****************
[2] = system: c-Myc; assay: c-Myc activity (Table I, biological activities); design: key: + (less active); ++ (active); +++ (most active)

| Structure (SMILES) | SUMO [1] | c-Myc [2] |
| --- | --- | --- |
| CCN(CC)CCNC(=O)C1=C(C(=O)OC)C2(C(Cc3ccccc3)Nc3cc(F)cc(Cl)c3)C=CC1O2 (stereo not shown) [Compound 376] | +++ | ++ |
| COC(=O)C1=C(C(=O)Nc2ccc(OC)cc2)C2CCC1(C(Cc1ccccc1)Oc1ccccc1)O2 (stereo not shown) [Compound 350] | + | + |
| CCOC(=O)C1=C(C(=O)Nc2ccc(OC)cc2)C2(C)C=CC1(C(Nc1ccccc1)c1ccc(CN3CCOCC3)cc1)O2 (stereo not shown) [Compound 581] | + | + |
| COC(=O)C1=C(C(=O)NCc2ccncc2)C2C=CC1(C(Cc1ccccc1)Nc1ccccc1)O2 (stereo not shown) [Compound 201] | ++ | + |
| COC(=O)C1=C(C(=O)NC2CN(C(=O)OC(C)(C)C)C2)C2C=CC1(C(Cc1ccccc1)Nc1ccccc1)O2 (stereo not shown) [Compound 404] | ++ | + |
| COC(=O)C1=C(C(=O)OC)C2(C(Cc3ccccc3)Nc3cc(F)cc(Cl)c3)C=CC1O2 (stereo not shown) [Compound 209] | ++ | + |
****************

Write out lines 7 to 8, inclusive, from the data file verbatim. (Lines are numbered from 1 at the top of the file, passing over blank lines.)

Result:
| COC(=O)C1=C(C(=O)NCc2ccncc2)C2C=CC1(C(Cc1ccccc1)Nc1ccccc1)O2 (stereo not shown) [Compound 201] | ++ | + |
| COC(=O)C1=C(C(=O)NC2CN(C(=O)OC(C)(C)C)C2)C2C=CC1(C(Cc1ccccc1)Nc1ccccc1)O2 (stereo not shown) [Compound 404] | ++ | + |